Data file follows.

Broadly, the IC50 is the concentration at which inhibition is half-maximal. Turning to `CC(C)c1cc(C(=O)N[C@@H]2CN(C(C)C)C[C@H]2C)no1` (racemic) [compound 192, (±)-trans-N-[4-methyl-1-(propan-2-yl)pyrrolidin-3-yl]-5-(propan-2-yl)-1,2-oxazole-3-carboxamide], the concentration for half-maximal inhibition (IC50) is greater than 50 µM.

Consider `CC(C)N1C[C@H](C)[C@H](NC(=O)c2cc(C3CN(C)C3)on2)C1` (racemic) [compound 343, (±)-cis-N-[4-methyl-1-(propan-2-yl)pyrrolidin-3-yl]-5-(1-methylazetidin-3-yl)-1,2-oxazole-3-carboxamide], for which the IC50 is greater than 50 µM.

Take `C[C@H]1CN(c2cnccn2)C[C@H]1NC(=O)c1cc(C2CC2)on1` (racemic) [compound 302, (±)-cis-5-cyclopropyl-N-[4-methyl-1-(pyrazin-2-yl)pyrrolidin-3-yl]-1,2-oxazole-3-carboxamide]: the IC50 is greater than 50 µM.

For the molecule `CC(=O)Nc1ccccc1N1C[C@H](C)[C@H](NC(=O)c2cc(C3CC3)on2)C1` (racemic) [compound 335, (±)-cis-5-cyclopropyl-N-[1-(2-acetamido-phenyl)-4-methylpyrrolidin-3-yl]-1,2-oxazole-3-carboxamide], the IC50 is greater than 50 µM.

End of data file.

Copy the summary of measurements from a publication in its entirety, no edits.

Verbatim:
Broadly, the IC50 is the concentration at which inhibition is half-maximal. Turning to `CC(C)c1cc(C(=O)N[C@@H]2CN(C(C)C)C[C@H]2C)no1` (racemic) [compound 192, (±)-trans-N-[4-methyl-1-(propan-2-yl)pyrrolidin-3-yl]-5-(propan-2-yl)-1,2-oxazole-3-carboxamide], the concentration for half-maximal inhibition (IC50) is greater than 50 µM.

Consider `CC(C)N1C[C@H](C)[C@H](NC(=O)c2cc(C3CN(C)C3)on2)C1` (racemic) [compound 343, (±)-cis-N-[4-methyl-1-(propan-2-yl)pyrrolidin-3-yl]-5-(1-methylazetidin-3-yl)-1,2-oxazole-3-carboxamide], for which the IC50 is greater than 50 µM.

Take `C[C@H]1CN(c2cnccn2)C[C@H]1NC(=O)c1cc(C2CC2)on1` (racemic) [compound 302, (±)-cis-5-cyclopropyl-N-[4-methyl-1-(pyrazin-2-yl)pyrrolidin-3-yl]-1,2-oxazole-3-carboxamide]: the IC50 is greater than 50 µM.

For the molecule `CC(=O)Nc1ccccc1N1C[C@H](C)[C@H](NC(=O)c2cc(C3CC3)on2)C1` (racemic) [compound 335, (±)-cis-5-cyclopropyl-N-[1-(2-acetamido-phenyl)-4-methylpyrrolidin-3-yl]-1,2-oxazole-3-carboxamide], the IC50 is greater than 50 µM.